Coal-Fired Generator, North Queensland

15 Feb 2017 10:04 AMMichael Hart
 

 

Queensland Parliament Hansard Green

DATE: 14/02/2017

FILE: 14022017_000072_LEGISLATIVE ASSEMBLY_GREEN CHAMBER.DOCX

SUBJECT: Coal-Fired Generator, North Queensland

MEMBER: Mr HART

Coal-Fired Generator, North Queensland

Mr HART (Burleigh—LNP) (5.59 pm): I move—

That this House calls on the Palaszczuk government to support the development of a coal-fired generator to provide reliable and affordable baseload power in North Queensland.

In moving this motion tonight the LNP’s focus is purely on providing reliable and affordable power for the people of Queensland. Labor’s headlong rush into renewable energy threatens the supply of electricity to each and every one of us and we have seen this in other states and in particular South Australia, which has jeopardised the reliability and affordability of electricity in that state. Today is Valentine’s Day and we should all be spending that with our partners having a candlelit dinner, but what we do not want to see is people in Queensland having candlelit dinners every night because of the risk that this Labor government is putting on the people of Queensland. They say, ‘Build it and they will come.’ Surely even those green zealots across the chamber see that electricity prices in Australia are too high and that is making us as a nation uncompetitive. Why is that? Because we are part of the national energy market and Labor’s ridiculous policy positions in other states such as the extreme renewable energy targets in South Australia and Victoria’s gas policies have pushed up the wholesale price of electricity. At one stage on Saturday Queensland was selling electricity into New South Wales at $14,000 a megawatt. That is not a bad thing as long as we can spare the electricity. If the other states want to make those mistakes then we need to be in a position to take advantage of those mistakes, but we have to have that reserve that we can onsell to the other states when they need it and hence our push tonight for a new generation low-emission power station in North Queensland.

In recent days South Australia has started to speculate about nationalising its generators. Why would it need to do that? Because it has lost control of its power system with the recent blackouts and the highest wholesale power in the country, with businesses threatening to walk away from the state. If businesses want to walk away from South Australia because they cannot secure reliable, affordable power, then let Queensland give them a home. Let us attract them to Queensland. Let us build another baseload high-energy efficient, low-emission coal-fired power station in North Queensland. We have the black coal. We should not be scared of coal. The rest of the world is not scared of coal. I asked the Parliamentary Library to do a report for me and China has 639 coal plants in preconstruction and 389 coal plants under construction. India has 238 in preconstruction and 132 in construction. Even Germany—which this government puts up as its green energy mentor—has two coal-fired power stations under preproduction and another one under construction already. Setting a 50 per cent renewable energy target in Queensland is about as useful as a solar powered flashlight. If you take the battery out of a solar powered flashlight, it does not work at night, does it? That is just like the state electricity supply: without that baseload power as a storage solution, renewable energy can never get to 50 per cent.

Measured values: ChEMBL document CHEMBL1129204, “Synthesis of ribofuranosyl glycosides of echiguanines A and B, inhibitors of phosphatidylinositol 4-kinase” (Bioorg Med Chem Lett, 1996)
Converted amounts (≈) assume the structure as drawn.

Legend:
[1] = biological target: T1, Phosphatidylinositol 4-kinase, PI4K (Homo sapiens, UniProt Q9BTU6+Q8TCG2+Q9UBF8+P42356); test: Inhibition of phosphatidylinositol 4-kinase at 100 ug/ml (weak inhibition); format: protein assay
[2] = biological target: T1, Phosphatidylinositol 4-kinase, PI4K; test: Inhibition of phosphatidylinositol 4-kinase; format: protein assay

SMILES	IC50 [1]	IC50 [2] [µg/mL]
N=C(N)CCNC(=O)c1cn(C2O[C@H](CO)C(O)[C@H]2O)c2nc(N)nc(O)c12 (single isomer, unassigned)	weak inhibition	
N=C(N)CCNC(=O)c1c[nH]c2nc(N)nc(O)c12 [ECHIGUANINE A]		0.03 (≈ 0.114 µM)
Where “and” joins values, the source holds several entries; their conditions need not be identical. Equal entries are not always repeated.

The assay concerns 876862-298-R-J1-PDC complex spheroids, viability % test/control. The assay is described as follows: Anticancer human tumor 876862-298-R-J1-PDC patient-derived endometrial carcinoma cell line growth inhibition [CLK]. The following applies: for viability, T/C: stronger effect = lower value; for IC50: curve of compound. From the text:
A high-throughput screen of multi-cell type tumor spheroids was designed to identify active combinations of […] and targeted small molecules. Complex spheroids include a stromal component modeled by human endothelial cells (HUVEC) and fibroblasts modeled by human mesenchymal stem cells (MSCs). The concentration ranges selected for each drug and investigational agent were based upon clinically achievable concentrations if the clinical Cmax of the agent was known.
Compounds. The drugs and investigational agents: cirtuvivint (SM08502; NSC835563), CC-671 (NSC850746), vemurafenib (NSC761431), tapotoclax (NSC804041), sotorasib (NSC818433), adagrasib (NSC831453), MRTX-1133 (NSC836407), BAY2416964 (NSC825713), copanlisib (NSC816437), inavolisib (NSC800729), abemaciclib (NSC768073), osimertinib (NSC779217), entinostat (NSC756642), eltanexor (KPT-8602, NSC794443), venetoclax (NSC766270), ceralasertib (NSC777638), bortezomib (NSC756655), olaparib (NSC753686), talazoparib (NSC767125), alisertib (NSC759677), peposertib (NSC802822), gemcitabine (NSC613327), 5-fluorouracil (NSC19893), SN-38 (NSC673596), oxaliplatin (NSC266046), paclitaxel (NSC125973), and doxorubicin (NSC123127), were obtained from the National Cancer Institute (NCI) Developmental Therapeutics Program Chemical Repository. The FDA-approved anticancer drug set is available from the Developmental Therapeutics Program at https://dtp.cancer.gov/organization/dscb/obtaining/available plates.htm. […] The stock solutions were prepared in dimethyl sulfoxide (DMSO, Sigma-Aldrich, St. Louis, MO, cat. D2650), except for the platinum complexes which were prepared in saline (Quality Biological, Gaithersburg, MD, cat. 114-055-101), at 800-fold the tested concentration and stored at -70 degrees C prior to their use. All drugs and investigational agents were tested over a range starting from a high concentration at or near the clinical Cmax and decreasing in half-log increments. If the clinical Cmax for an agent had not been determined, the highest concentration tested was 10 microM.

I want to table another document that I received from the library that shows how many countries in the world have 50 per cent renewable power.

Tabled paper: Document, undated, detailing coal and electricity generation statistics.

Do members know how many that is? One! One country in the world has more than 50 per cent renewable power, and that is Iceland. It has it because it has an abundance of hydropower and geothermal power. That is why it has it, but we do not so we need to get on with this. Why would we follow South Australia over the cliff, which is basically what it has done with its 50 per cent renewable power? We would follow it over the cliff into the darkness. We do not want to be sitting there having a candlelit dinner unless we really have to, and tonight is the night to have it. We should all be home with our partners having that candlelit dinner, but we do not want to be doing that on a regular basis so we should build a baseload coal-fired power station—an efficient baseload coal-fired power station—in North Queensland. We need to get on with the planning. It will take a few years, but let us get it done.

 

 

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